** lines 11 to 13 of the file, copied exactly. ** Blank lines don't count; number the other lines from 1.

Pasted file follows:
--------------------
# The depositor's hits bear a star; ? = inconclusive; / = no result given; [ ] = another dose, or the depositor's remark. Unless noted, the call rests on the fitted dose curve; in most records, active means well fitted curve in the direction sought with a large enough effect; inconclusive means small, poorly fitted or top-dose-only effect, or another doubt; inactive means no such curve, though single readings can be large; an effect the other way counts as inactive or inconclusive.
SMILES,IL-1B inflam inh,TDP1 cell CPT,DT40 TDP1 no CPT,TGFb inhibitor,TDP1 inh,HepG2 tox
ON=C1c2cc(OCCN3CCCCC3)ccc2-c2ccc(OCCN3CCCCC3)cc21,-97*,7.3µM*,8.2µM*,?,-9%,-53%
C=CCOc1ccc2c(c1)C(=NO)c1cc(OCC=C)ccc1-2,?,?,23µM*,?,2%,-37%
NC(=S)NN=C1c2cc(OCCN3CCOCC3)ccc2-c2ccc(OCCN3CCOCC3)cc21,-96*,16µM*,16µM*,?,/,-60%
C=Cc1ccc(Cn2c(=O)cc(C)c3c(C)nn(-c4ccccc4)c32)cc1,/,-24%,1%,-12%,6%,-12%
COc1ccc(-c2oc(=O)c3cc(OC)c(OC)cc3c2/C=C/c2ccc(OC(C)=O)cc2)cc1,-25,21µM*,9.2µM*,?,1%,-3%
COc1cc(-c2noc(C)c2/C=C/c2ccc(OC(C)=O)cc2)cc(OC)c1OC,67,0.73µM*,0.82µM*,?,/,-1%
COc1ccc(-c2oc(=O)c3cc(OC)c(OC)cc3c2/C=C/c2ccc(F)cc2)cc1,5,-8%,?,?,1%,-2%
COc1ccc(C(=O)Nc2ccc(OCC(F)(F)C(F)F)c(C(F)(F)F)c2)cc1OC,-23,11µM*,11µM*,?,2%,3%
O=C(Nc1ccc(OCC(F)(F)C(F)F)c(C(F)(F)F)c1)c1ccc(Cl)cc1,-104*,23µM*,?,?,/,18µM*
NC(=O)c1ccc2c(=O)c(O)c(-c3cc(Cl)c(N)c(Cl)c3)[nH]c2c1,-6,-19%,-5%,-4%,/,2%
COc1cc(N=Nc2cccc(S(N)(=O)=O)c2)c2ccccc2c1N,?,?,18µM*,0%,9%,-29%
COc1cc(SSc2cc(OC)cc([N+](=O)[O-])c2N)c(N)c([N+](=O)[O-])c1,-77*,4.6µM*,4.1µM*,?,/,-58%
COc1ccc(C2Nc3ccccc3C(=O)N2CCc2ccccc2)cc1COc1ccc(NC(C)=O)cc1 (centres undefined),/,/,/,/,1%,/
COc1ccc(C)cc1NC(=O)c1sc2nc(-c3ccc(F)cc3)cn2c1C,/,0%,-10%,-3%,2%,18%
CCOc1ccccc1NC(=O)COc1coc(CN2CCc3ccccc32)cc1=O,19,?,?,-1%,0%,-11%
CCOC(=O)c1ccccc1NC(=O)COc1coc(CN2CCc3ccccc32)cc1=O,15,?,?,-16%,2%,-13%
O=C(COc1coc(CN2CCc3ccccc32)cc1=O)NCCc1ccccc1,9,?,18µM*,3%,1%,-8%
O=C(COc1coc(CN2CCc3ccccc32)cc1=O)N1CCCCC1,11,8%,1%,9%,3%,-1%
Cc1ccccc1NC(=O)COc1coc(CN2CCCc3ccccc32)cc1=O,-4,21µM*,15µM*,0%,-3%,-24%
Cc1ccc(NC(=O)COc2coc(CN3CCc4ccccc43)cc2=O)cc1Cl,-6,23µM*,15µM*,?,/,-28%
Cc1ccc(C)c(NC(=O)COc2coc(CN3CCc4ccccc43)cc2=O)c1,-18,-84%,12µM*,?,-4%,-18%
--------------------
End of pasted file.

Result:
O=C(Nc1ccc(OCC(F)(F)C(F)F)c(C(F)(F)F)c1)c1ccc(Cl)cc1,-104*,23µM*,?,?,/,18µM*
NC(=O)c1ccc2c(=O)c(O)c(-c3cc(Cl)c(N)c(Cl)c3)[nH]c2c1,-6,-19%,-5%,-4%,/,2%
COc1cc(N=Nc2cccc(S(N)(=O)=O)c2)c2ccccc2c1N,?,?,18µM*,0%,9%,-29%